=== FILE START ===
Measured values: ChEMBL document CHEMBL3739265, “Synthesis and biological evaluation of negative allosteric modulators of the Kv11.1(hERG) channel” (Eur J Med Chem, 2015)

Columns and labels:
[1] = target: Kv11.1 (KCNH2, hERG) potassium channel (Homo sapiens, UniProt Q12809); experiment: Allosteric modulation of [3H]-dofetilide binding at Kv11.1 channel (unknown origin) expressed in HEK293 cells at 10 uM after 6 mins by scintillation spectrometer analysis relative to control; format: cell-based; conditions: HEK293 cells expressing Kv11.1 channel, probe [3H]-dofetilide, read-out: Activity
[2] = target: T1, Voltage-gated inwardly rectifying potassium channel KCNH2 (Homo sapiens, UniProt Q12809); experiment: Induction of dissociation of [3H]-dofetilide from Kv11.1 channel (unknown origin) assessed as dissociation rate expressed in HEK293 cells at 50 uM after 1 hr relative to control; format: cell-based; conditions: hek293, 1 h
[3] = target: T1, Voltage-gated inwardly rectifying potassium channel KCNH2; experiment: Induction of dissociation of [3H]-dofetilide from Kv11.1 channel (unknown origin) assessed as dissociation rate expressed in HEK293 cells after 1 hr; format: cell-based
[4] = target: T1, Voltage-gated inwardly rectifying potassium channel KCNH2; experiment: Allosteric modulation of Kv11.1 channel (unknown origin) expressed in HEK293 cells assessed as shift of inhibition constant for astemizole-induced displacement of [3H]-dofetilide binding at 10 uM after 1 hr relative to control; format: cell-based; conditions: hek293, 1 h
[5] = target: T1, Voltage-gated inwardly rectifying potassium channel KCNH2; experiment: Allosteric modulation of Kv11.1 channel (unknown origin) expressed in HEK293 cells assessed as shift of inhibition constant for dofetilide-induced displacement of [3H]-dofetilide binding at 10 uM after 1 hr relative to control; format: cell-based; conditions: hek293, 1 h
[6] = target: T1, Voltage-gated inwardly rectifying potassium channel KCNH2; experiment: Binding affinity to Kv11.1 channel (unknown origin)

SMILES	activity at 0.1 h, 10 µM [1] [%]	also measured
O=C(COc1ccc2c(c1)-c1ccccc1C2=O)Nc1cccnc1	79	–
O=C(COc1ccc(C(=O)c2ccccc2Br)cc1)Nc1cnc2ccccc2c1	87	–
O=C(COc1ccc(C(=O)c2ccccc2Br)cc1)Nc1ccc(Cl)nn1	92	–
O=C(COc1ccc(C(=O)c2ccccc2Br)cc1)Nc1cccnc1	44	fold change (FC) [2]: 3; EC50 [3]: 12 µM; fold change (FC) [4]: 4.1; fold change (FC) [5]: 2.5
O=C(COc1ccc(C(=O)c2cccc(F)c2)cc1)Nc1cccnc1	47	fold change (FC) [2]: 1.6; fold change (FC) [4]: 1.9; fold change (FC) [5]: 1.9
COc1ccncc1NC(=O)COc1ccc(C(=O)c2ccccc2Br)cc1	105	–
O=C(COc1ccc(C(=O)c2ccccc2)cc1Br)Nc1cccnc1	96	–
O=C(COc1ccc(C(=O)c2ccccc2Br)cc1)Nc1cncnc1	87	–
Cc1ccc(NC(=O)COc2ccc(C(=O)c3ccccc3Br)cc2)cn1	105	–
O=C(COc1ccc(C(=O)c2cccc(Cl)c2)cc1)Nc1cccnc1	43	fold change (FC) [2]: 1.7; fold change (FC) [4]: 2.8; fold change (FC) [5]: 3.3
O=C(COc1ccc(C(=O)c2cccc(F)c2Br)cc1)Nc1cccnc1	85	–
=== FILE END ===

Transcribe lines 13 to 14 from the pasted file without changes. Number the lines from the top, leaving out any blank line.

O=C(COc1ccc(C(=O)c2ccccc2Br)cc1)Nc1cccnc1	44	fold change (FC) [2]: 3; EC50 [3]: 12 µM; fold change (FC) [4]: 4.1; fold change (FC) [5]: 2.5
O=C(COc1ccc(C(=O)c2cccc(F)c2)cc1)Nc1cccnc1	47	fold change (FC) [2]: 1.6; fold change (FC) [4]: 1.9; fold change (FC) [5]: 1.9